Now that court is over for a while and assets have been put for sale, investors are emailing me and asking what is the next thing they can do. It is an understatement to say that many are completely devastated and it’s a common thread that the investors want answers and some justice.
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So once you report your issue with the BCSC they send you a form email back stating that they may or may not look into it. It is my belief that they are investigating. Several investors have been contacted for additional questioning. So how it works is that you report this to your provincial regulator and they send everything to the BCSC. Investigations like this one need a lot of information so if you haven’t reported your case yet please do so.
This kind of case works a little like an NSF check case, if you bounce one check you are unlikely to be charged but if you bounce 100 checks someone is going to look into it. It is imporatant that as many people report as possible.
In League’s case, the more reports to the regulators the better.
Here is a list of questions you could use to better organize your information
1. How much money did you invest in LISI products and approximately when (month/year) did you make the investment(s)?
2. Assuming there is a total loss of your investment, on a net basis, what is the amount of the loss?
3. Did you invest in: the IGW REIT, the IPUs, the Duncan LP, another LISI product, or some combination thereof?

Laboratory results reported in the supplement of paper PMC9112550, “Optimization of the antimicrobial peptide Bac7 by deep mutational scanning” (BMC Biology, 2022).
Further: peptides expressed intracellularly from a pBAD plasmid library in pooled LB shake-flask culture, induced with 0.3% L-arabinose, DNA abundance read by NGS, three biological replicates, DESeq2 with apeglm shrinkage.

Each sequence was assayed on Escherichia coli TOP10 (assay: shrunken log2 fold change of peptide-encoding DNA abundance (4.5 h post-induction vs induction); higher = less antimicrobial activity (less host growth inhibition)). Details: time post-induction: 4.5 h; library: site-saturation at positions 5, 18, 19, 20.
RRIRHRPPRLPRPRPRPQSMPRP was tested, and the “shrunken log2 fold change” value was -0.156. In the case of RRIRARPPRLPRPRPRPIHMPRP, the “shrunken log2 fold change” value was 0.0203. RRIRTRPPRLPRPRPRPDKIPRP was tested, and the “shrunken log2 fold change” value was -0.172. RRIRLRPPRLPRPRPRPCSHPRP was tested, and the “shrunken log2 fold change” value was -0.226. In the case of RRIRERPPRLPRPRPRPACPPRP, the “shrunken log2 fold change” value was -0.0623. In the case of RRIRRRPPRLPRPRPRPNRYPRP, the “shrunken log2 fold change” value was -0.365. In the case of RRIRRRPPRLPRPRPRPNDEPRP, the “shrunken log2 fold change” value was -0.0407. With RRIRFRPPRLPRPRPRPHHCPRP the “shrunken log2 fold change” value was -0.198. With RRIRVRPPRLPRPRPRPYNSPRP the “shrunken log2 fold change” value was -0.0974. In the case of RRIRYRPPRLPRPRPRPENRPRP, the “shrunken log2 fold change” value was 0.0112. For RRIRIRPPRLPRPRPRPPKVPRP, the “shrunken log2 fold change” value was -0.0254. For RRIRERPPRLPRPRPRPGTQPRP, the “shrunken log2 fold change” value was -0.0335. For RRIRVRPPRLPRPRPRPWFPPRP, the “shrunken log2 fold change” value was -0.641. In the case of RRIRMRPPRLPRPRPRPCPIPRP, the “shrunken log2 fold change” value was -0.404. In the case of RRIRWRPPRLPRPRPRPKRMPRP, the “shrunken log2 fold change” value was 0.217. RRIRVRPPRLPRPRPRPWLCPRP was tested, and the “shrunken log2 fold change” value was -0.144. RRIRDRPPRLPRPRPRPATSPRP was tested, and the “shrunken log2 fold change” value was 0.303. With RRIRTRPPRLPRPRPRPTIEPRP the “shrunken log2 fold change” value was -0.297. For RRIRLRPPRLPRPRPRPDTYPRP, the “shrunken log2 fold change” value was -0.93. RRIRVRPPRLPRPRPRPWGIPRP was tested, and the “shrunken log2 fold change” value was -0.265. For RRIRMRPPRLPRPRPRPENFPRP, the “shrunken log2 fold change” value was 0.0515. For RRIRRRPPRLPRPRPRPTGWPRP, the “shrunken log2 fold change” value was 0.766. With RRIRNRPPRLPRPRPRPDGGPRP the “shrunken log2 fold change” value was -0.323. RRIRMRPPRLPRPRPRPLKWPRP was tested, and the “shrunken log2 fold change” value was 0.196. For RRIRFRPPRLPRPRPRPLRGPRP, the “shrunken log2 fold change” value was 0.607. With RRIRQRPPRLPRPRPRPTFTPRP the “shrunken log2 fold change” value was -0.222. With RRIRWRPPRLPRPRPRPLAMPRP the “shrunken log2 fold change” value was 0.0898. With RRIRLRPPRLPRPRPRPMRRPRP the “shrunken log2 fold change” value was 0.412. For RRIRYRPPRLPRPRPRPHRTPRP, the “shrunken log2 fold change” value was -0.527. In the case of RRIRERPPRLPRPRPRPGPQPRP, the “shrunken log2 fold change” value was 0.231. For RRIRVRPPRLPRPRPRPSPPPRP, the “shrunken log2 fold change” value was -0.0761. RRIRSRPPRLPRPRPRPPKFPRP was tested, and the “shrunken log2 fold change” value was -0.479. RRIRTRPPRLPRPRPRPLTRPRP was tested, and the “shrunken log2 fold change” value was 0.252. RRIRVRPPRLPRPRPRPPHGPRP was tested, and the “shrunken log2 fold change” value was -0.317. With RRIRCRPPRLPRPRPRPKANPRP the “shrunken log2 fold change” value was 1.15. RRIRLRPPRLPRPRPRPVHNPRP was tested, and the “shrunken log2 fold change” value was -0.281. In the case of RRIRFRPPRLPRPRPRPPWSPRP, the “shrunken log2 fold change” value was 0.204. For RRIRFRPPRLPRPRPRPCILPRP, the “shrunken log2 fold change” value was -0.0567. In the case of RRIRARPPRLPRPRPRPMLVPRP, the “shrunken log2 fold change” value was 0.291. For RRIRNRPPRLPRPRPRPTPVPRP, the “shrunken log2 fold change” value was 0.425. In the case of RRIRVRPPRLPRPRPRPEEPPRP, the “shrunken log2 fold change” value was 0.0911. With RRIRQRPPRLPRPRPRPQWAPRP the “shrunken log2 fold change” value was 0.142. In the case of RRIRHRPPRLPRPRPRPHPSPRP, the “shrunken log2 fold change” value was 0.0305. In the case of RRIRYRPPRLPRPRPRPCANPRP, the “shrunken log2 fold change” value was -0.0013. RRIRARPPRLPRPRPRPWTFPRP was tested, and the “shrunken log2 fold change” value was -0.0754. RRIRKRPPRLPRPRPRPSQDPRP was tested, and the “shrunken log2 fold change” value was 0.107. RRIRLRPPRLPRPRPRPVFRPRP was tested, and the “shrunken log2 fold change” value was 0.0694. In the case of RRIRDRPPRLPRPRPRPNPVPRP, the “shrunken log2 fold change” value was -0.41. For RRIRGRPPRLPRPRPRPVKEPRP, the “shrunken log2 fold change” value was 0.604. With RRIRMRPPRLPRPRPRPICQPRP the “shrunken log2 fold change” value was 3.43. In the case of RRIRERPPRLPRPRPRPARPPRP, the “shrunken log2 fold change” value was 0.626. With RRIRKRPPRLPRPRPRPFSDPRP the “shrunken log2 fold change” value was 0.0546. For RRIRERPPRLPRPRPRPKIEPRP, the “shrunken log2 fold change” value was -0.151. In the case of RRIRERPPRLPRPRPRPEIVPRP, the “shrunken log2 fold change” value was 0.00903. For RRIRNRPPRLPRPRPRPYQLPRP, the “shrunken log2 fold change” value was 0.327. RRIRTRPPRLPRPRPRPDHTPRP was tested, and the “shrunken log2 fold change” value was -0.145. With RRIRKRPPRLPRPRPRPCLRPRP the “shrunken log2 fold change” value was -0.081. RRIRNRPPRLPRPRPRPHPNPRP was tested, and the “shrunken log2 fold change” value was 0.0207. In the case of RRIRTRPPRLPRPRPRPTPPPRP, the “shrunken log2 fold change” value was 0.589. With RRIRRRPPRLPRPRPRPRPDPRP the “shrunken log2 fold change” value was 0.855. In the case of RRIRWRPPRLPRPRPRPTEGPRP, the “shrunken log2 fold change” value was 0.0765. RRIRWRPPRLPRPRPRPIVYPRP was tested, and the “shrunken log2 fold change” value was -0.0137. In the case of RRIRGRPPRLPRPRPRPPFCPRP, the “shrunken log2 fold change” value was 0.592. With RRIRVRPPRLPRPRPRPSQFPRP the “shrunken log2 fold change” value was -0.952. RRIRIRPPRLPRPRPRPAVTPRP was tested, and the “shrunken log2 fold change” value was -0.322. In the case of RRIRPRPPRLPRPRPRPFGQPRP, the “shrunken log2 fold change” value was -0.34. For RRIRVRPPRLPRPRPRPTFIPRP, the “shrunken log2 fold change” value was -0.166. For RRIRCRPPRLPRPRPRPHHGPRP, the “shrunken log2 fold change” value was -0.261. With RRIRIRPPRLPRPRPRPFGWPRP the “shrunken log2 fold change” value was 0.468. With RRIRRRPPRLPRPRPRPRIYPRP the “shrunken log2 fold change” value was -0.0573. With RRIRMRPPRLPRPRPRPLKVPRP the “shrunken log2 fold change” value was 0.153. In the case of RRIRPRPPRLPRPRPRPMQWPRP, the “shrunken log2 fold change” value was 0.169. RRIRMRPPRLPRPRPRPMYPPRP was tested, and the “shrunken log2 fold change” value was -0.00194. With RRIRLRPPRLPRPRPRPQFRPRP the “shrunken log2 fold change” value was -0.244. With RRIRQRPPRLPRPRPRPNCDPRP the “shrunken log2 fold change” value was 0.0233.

4. How did you hear about LISI (for example, you may have answered an ad; went to a seminar; word of mouth ; LISI website, etc.)?
5. Did anyone from LISI give you any investment advice (suitability for you of the investment; degree of your risk tolerance; your investment objectives, etc.)? If yes, what was the advice; who at LISI gave you the advice; was it oral, in writing, or both? Do you have letters or emails with LISI and any of its representatives?
6. Were you provided with an Offering Memorandum, Subscription Agreement, or any other document that you reviewed prior to making your investment(s)?
7. What caused you to make your investments i.e. did you think the investment was safe and secure?
8. What were your objectives in making the investments?
Another idea is to send a letter to your finance minister and MP and MPP. The law is lagging behind today’s reality and failing to protect investors. We all deserve to be protected from this type of fraud.
There’s a tendency to “blame the greedy investor” for not doing due diligence or being careful enough. The fact is that Ponzi schemes look exactly like other successful companies in the same business and the level of information that is available to the public is not enough to base the decision on. If you did have the level of information you needed, it would be called “insider trading”
This is wrong, investors made the decisions they made on trust, based on the information they had from the company which was misleading and deceptive, so much so that it worked on the highly trained BCSC.
Going forward we need to find a better system to protect Canadians from the wholesale raiding of their RRSP’s, TSFA’s and other retirement accounts. In the past exempt market investments were never marketed to the general public and now that they are there needs to be more accountability. It’s kind of like the difference between selling chemicals and cleaners to industry compared to selling chemicals and cleaners to the general public. I can pick up very dangerous chemicals for a business even dynamite! That doesn’t mean that I can buy it at my local grocery store.
This needs to made clear to the finance ministers. In other countries, such as Australia and the UK these kinds of investment product now require you to go and show your accountant the information from the company and they sign off on the know your client forms. Frankly it presents too much of a conflict of interest to allow the salesperson to advise you and fill out these forms. This is a source of a great many irregularities with the League Group of companies.
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